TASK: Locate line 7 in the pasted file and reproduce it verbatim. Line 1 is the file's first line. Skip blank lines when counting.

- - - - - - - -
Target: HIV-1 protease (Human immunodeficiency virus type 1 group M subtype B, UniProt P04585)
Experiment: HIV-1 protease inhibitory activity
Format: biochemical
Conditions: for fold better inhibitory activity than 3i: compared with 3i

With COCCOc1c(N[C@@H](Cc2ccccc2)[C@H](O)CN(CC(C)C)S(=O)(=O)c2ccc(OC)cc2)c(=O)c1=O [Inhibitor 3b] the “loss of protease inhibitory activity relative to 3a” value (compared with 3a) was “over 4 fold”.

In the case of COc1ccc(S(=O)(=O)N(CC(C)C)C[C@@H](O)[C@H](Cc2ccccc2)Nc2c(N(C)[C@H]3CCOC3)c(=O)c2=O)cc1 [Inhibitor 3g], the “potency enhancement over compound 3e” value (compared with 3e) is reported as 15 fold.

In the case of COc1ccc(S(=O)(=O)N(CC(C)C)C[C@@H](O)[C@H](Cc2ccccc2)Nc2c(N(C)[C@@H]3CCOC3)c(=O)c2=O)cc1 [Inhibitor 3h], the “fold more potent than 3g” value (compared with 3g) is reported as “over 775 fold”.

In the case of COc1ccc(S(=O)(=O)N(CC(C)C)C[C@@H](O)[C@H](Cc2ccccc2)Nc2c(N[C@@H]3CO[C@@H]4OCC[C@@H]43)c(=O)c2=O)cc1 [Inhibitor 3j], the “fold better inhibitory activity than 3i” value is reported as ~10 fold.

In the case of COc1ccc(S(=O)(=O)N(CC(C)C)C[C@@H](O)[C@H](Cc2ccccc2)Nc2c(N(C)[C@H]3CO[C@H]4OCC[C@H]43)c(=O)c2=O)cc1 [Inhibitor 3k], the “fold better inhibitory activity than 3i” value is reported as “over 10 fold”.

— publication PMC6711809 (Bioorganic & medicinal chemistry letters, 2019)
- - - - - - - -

In the case of COc1ccc(S(=O)(=O)N(CC(C)C)C[C@@H](O)[C@H](Cc2ccccc2)Nc2c(N(C)[C@@H]3CCOC3)c(=O)c2=O)cc1 [Inhibitor 3h], the “fold more potent than 3g” value (compared with 3g) is reported as “over 775 fold”.